The Kavanaugh Conundrum

September 28, 2018

D.C. Circuit Court Judge Brett Kavanaugh’s nomination to the Supreme Court was controversial and partisan as soon as it was announced, with both Republicans and Democrats arguing over his extensive governmental record and how he would rule on the court. What was already sure to be a hairline vote in the 51-49 Republican Senate due to high levels of protesters and pressure on certain blue-state Republicans to oppose his nomination, was thrown into further chaos last Sunday. News surfaced that Doctor Christine Blasey Ford, professor of psychology at Palo Alto University, had accused Kavanaugh of sexually assaulting her when she was in high school. Since then, two other women, Deborah Ramirez and Julie Swetnick, have accused Kavanaugh of similar misconduct during his college years.


Currently the situation is largely “he said, she said,” with both Kavanaugh and the accusers either testifying or signing sworn declarations attesting to the truthfulness of the accounts. So much of the conversation surrounding this political theater is blindly supportive of the accusers or Kavanaugh along partisan lines, showing an egregious disregard for our sixth amendment. As much as certain people are quick to discredit allegations alone as damning to Kavanaugh, it is important to keep in mind one of the main tenets of our justice system- innocent until proven guilty. Victims of sexual assault deserve to be heard, but an accusation without evidence backing it up should not be enough alone to condemn the accused.

                                                                                                                                                                             PHOTO COURTESY OF NBC 6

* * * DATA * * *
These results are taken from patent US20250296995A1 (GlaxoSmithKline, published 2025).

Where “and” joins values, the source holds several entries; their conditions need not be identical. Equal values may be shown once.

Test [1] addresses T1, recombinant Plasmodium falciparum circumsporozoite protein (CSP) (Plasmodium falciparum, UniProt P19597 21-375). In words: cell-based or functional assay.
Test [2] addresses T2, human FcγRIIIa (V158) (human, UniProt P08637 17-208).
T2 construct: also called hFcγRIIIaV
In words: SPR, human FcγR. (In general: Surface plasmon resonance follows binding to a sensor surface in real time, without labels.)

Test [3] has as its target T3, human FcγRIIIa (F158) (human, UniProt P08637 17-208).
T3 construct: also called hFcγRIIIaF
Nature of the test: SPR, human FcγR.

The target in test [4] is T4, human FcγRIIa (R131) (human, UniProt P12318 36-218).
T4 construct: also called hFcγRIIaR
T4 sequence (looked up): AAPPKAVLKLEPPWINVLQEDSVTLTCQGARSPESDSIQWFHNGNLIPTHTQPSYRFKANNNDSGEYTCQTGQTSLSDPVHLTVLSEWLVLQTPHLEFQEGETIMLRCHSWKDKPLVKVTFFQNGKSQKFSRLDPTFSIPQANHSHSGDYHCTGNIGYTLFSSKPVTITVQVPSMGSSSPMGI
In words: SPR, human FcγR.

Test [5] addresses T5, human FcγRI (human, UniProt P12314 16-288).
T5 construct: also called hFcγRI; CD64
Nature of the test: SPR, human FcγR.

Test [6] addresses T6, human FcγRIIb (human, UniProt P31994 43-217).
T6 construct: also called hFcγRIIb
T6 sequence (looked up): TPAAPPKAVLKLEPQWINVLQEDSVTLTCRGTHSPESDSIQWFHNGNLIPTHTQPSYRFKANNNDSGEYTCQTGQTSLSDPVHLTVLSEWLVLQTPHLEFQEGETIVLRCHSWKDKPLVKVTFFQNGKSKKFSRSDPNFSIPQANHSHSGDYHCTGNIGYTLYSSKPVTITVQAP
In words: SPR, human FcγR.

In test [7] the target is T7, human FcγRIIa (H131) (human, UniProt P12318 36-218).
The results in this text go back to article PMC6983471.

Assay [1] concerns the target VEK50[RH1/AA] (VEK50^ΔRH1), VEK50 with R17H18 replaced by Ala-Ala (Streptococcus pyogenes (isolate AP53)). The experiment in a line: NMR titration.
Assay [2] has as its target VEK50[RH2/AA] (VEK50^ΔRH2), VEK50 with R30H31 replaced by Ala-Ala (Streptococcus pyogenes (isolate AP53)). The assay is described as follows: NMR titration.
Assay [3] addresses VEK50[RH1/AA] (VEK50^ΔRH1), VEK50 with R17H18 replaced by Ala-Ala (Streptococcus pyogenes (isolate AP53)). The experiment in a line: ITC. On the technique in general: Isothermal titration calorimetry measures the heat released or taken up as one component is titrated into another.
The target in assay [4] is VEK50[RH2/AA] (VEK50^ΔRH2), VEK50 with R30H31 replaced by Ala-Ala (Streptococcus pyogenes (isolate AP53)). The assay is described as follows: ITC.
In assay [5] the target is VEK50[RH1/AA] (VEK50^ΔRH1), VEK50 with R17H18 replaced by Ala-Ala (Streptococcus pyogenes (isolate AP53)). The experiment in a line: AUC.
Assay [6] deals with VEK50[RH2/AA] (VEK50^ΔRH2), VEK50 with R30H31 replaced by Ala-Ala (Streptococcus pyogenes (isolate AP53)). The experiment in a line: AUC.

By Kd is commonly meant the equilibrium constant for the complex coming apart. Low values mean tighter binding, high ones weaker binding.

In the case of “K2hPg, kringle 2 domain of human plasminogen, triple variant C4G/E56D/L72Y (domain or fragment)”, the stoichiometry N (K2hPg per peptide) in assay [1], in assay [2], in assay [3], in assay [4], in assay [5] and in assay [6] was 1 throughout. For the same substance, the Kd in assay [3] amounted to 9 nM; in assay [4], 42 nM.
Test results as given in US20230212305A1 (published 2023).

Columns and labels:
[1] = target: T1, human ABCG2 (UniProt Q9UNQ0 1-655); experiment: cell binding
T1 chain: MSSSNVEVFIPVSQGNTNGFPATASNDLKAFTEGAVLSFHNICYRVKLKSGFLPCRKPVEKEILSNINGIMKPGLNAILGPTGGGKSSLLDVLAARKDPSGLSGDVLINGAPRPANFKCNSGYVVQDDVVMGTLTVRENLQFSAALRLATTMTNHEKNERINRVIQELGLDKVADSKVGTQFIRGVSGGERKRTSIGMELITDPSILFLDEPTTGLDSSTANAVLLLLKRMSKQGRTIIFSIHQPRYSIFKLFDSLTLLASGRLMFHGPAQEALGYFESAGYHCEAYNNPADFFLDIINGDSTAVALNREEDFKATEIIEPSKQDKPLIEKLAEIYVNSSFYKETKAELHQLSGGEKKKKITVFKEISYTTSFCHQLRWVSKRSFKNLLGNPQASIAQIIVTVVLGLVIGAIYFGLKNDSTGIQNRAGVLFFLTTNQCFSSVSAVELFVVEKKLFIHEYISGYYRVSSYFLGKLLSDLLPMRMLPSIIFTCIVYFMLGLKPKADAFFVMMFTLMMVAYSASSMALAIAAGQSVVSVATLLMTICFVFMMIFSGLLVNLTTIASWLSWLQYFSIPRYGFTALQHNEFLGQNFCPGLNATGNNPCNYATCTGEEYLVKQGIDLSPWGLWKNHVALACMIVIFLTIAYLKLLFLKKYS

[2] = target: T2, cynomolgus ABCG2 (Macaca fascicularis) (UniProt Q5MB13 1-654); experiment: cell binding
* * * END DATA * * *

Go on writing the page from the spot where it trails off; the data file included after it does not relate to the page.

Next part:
This is not to say that the accusations should be discredited and discarded, far from it in fact. Despite the fact that the release and handling of the allegations seems to be political opportunism on the part of Senate Democrats, the allegations should be thoroughly investigated in order to either uphold Kavanaugh’s innocence or condemn him. Especially when dealing with a lifetime appointment, no precaution is too great to ensure the legitimacy of the Supreme Court in the face of an increasingly divided political landscape. It is disgraceful that these allegations have been turned into a political circus instead of being a part of the vetting process. While it is debatable that the Federal Bureau of Investigation should be the agency to investigate the alleged crimes instead of the State Police, there certainly should be unbiased inquiries into the allegations.


When first beginning this article, it was my hope that what I outlined was possible. Earlier this morning however, Christine Blasey Ford and Brett Kavanaugh testified in front of the Senate Judiciary Committee and made that hope an impossibility. This hearing, with a vote on Kavanaugh’s confirmation scheduled for Friday before either of them stepped through the door, was a sad excuse for due process. Both Ford and Kavanaugh simply reiterated their original positions and answered predictably political questions from the senators. In the end, nothing was accomplished aside from broadcasting the clear pain of a sexual assault survivor and the angry denials of a presumably innocent man. It is likely that Brett Kavanaugh will be on the Supreme Court by this time next week, with the political posturing of both Republicans and Democrats doing nothing but serve their own interests at the expense of the accused and the accuser.


Ryan is a sophomore Political Science major.



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